are characterized by steep slopes on both sides of the edifice which lead up to

Are characterized by steep slopes on both sides of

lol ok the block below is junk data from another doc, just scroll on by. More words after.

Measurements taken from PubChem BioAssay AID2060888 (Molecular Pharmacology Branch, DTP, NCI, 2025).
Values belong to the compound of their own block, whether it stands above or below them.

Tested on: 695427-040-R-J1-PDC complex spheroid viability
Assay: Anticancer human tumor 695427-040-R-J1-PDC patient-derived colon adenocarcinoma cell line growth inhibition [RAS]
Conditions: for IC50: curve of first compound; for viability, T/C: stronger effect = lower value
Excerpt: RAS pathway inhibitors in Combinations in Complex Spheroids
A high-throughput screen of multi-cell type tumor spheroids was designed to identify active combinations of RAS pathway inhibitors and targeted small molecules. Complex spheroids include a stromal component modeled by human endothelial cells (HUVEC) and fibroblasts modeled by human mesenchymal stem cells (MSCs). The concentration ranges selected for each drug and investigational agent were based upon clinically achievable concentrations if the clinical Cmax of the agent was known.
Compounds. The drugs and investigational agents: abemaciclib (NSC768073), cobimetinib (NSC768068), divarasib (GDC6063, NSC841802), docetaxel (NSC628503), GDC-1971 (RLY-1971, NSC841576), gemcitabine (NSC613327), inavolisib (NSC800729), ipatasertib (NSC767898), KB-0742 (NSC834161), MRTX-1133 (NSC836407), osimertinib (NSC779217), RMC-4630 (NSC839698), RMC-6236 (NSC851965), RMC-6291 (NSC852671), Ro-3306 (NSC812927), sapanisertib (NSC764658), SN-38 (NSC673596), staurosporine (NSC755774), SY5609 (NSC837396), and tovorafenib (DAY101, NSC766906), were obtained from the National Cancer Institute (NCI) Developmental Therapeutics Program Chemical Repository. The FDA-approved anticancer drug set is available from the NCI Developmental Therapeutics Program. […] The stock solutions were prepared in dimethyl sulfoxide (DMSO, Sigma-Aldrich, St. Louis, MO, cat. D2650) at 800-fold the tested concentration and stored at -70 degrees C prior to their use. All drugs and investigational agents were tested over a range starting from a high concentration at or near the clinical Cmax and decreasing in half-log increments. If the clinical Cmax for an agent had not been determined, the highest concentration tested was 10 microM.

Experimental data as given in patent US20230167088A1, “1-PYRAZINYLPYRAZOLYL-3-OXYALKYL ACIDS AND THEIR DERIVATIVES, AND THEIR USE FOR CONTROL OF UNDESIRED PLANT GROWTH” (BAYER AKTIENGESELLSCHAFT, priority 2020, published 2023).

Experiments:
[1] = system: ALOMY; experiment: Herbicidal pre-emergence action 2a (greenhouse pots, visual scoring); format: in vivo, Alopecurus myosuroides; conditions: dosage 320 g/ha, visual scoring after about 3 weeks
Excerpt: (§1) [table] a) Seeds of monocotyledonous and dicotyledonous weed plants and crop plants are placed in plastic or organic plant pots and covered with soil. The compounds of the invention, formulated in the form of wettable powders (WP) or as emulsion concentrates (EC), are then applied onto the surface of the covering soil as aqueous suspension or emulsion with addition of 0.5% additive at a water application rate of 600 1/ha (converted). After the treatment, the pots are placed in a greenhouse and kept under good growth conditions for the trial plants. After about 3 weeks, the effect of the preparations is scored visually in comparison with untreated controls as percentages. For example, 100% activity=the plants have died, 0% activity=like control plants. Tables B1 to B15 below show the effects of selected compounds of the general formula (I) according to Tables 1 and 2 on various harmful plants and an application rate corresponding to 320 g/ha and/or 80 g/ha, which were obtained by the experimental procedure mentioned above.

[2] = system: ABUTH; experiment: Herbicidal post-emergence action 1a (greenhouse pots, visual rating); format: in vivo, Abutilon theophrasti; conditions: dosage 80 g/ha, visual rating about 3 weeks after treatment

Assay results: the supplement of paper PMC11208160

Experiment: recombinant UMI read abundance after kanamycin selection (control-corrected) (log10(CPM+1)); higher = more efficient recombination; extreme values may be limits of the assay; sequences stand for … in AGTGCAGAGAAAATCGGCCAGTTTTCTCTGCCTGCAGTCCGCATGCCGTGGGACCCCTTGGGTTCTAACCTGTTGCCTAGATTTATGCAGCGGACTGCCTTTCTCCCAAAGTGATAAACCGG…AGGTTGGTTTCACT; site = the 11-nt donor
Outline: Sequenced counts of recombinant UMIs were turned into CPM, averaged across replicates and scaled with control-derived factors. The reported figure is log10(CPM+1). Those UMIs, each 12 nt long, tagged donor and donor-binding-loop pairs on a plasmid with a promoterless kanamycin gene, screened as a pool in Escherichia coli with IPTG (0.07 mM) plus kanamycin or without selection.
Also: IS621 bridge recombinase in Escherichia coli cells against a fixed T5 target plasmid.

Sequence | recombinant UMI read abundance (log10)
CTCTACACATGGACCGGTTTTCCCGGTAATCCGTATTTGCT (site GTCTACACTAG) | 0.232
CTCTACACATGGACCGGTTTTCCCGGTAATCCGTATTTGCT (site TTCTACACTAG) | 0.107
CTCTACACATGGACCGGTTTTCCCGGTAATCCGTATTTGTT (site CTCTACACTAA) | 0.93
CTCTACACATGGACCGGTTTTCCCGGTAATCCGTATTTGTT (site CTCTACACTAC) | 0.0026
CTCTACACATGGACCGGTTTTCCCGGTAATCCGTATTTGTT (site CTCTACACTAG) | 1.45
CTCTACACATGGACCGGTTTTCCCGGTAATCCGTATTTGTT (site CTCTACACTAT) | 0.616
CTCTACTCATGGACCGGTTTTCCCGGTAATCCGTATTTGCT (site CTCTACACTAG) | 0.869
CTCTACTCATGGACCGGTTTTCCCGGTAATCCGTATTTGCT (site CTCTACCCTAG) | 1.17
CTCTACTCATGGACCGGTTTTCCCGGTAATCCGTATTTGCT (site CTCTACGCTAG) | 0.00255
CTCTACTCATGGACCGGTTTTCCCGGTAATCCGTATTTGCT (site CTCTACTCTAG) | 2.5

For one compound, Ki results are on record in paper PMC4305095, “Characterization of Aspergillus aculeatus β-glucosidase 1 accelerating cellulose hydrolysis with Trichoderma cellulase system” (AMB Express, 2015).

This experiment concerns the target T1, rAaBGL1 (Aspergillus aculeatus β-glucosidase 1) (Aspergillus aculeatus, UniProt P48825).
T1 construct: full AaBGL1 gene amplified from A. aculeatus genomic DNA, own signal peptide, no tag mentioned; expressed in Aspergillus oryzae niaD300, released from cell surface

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are characterized by steep slopes on both sides of the edifice, which lead up to a very wide summit crater. This edifice is composed of ashy tephra, usually spewed out by Strombolian eruptions. Unlike stratovolcanoes, many Scoria cone volcanoes have only one eruption event. o Felsic/Rhyolitic Shield volcanoes : These wide, relatively short volcanoes occur when low-viscosity lava flows out with minimal explosiveness, such as in Hawaiian eruptions. The lava disperses out over a wide surface area -- sometimes hundreds of kilometers -- building up a shield-shaped dome. Near the summit, the edifice gets a little steeper, giving the volcano a slightly raised center. Many shield volcanoes erupt with great frequency (every few years or so). o Mafic/Basaltic The Hawaiian Island chain Whilst most volcanic activity happens at plate margins, there are cases of volcanoes erupting in the middle of plates. The Hawaiian Islands are formed by volcanic activity, despite the nearest plate margin being 3,200 km away. Some geologists have suggested that a ‘ hot spot ’ in the mantle, which remains stationary as the Pacific Plate moves over it, explains the existence of the island chain. The hot spot may represent the top of a mantle plume which originated deep down at the outer core—lower mantle boundary. The plate moves in a north westerly direction due to sea floor spreading along the East Pacific Rise. As oceanic lithosphere moves away from the hot spot, volcanic activity ceases and it cools, becomes denser, and slowly subsides. As new oceanic lithosphere is positioned over the hot spot, a new island will begin to form above. The islands extend for around 2,400 km, forming a chain that is progressively older from the south end to the north west end. The volcanoes are ofen very wide, with gently sloping sides comprising many thin (1 to 5 metres thick) basaltic lava flows. These are ofen referred to as ‘shield volcanoes’. Kilauea and Mauna Loa on Big Island are currently active examples.
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